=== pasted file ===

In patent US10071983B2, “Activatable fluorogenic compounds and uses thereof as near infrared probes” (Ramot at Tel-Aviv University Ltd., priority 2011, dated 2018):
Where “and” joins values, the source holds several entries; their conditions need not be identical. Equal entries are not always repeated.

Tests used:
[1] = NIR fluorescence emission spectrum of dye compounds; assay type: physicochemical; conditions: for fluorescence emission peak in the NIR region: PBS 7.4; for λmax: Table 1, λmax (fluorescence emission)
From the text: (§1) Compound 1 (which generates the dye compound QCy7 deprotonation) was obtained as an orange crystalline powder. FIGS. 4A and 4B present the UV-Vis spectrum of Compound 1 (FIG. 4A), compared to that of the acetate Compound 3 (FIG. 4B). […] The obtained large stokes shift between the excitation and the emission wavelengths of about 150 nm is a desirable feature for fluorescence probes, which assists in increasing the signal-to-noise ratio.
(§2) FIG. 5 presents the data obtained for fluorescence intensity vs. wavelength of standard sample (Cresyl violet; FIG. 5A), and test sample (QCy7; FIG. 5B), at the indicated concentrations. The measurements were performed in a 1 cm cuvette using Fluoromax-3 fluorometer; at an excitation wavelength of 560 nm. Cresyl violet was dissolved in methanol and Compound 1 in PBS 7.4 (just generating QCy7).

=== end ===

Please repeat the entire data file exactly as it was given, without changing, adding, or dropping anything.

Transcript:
In patent US10071983B2, “Activatable fluorogenic compounds and uses thereof as near infrared probes” (Ramot at Tel-Aviv University Ltd., priority 2011, dated 2018):
Where “and” joins values, the source holds several entries; their conditions need not be identical. Equal entries are not always repeated.

Tests used:
[1] = NIR fluorescence emission spectrum of dye compounds; assay type: physicochemical; conditions: for fluorescence emission peak in the NIR region: PBS 7.4; for λmax: Table 1, λmax (fluorescence emission)
From the text: (§1) Compound 1 (which generates the dye compound QCy7 deprotonation) was obtained as an orange crystalline powder. FIGS. 4A and 4B present the UV-Vis spectrum of Compound 1 (FIG. 4A), compared to that of the acetate Compound 3 (FIG. 4B). […] The obtained large stokes shift between the excitation and the emission wavelengths of about 150 nm is a desirable feature for fluorescence probes, which assists in increasing the signal-to-noise ratio.
(§2) FIG. 5 presents the data obtained for fluorescence intensity vs. wavelength of standard sample (Cresyl violet; FIG. 5A), and test sample (QCy7; FIG. 5B), at the indicated concentrations. The measurements were performed in a 1 cm cuvette using Fluoromax-3 fluorometer; at an excitation wavelength of 560 nm. Cresyl violet was dissolved in methanol and Compound 1 in PBS 7.4 (just generating QCy7).